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Short Notes on Surgical Error 2018 - Dr Mark Burgin

27/01/18. Dr. Mark Burgin BM BCh (oxon) MRCGP considers the elements that should be included in a primer for clinical negligence cases involving Surgical Error.

Surgical operations appear to be comprehensively documented but it is what is missing from the record that will allow the expert to determine liability.

Few decisions are taken by multi-disciplinary teams following a presentation of the evidence and detailed discussion so there may be little evidence of how the decision was made.

It is often easier to demonstrate that consent was inadequate as proving the mistake was caused by negligence if the evidence is not available in the medical records.

The primer should assist the lawyer in determining what evidence will be reasonably required and where and how to access the evidence.


Unnecessary Operations

The clinical decision to operate shows variability leading observers to ask if there are unnecessary operations being performed on patients. (1)

In some cases the decision is taken by junior staff or in an emergency or on limited information but most (elective) surgical decisions are taken in busy outpatients.

There is a range of opinion with some experts interpreting the clinical indications strictly and others taking a broader view of the same evidence.

This argument depends on establishing the clinical indications for that type of operation but if it succeeds then all harm that has occurred is potentially claimable.


Inadequate supervision

Many surgical operations are undertaken by doctors in training, this is because training in the UK typically takes 14 years.

15% of trainees still felt 5 years after graduation that they were asked to undertake tasks that were beyond their capability. (2)

When juniors are learning a new surgical technique they are directly supervised by a senior proficient in the technique until they demonstrate competence to operate solo.

The senior surgeon may fail to step in quickly enough or the junior may fail to ask for help, each causing additional damage to the patient.

The lawyer should obtain the junior’s surgical log where they document their experience in new techniques and the exact arrangements for supervision at the time of the operation.


Poor performing surgeon

League tables for surgeons are available for orthopaedic and cancer specialists and surgery to the bowel, bladder, brain and heart. (3)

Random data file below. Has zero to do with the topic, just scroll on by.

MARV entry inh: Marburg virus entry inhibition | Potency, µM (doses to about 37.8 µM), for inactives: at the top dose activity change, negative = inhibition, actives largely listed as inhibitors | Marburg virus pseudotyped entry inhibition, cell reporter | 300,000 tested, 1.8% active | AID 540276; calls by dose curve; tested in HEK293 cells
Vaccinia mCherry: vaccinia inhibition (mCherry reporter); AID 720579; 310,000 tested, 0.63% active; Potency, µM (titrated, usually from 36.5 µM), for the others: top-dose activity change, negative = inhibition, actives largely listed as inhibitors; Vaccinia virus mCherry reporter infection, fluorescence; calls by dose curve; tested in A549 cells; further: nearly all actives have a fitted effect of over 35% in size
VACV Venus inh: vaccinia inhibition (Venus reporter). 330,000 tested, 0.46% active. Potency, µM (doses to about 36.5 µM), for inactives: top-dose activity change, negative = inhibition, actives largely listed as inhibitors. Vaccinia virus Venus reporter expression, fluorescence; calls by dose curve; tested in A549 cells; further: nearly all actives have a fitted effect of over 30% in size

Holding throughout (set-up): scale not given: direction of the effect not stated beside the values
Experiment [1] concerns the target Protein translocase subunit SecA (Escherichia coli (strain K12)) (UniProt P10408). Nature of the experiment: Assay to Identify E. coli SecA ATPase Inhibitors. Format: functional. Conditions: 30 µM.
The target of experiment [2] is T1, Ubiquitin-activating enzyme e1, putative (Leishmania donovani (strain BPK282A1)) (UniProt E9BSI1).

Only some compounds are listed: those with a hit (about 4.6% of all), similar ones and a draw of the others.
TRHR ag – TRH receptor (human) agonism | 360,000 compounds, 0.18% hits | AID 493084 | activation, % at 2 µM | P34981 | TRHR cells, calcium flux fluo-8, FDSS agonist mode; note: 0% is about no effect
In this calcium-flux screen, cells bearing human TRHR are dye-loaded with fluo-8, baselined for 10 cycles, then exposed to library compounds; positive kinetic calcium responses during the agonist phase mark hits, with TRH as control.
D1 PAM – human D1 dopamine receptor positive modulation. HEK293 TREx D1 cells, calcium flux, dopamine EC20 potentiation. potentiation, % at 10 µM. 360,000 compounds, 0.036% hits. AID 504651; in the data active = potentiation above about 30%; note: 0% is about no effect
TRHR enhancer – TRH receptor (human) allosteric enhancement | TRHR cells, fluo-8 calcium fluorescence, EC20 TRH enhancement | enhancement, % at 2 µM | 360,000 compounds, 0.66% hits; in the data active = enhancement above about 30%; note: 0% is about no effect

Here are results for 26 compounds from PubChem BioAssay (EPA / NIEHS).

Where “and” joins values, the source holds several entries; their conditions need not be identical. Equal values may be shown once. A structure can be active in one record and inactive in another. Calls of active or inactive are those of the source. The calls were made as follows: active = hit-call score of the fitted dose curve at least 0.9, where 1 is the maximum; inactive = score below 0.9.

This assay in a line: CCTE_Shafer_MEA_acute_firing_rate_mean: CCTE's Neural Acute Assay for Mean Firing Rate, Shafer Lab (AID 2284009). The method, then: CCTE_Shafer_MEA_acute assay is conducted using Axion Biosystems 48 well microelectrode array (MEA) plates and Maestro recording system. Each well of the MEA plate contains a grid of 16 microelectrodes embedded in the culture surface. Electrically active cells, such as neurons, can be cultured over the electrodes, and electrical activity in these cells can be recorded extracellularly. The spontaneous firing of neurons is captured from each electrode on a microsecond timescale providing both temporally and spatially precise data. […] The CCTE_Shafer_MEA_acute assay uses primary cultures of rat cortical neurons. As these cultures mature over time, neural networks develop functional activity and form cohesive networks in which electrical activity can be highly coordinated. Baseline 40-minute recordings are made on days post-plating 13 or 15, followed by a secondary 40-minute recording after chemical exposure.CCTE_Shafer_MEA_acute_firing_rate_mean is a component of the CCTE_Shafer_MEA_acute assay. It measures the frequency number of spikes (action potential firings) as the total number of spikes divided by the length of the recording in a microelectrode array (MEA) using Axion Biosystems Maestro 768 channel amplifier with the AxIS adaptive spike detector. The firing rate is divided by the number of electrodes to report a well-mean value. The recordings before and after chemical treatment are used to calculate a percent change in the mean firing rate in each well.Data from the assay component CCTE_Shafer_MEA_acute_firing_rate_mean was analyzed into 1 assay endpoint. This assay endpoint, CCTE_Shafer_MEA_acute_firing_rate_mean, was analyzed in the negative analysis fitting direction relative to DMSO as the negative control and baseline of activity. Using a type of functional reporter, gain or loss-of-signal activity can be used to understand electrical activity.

The tables contain the number of surgical procedures, survival compared with UK figures and then the surgeon’s surgical practice in general with complication rates.

The figures only refer to the consultant leading the department and not to the junior surgeons who work within that department so some care should be taken in interpretation.

Surgeons have written about the resistance from both the individual and surgical establishment to do what is necessary to stop the poorly performing surgeon. (4)

Some cases have required the lawyers to consider class action to get sufficient evidence against the surgeon which can potentially increase costs.  



Surgical error is not evidence that a breach has occurred but inadequate protocols, supervision of juniors and documentation of the clinical decisions will indicate a breach.

The lawyer should not assume that the surgeon had sufficient experience of a procedure to perform it unsupervised and should ask for training records.

The GMC have a detailed system of assessment for doctors with performance issues that includes review of medical records, interviews with colleagues and patients and knowledge tests.

In most cases of surgical error the quantum will be low meaning that proportionality will apply and the lawyer should make economies. (6)


Doctor Mark Burgin, BM BCh (oxon) MRCGP is on the General Practitioner Specialist Register.

Dr. Burgin can be contacted This email address is being protected from spambots. You need JavaScript enabled to view it. and 0845 331 3304 website


  1. The Kings Fund 2015 Better value in the NHS – report summary

  2. BMA 2016 cohort doctor study

  3. My NHS website Specialities/consultants data

  4. Gwande 2002 Complications – A surgeon’s notes on an imperfect science. Profile books.

  5. GMC Doctors under investigation - performance assessments

  6. Burgin 2016 Top 10 Tips to Cutting Expert Costs in Clinical Negligence

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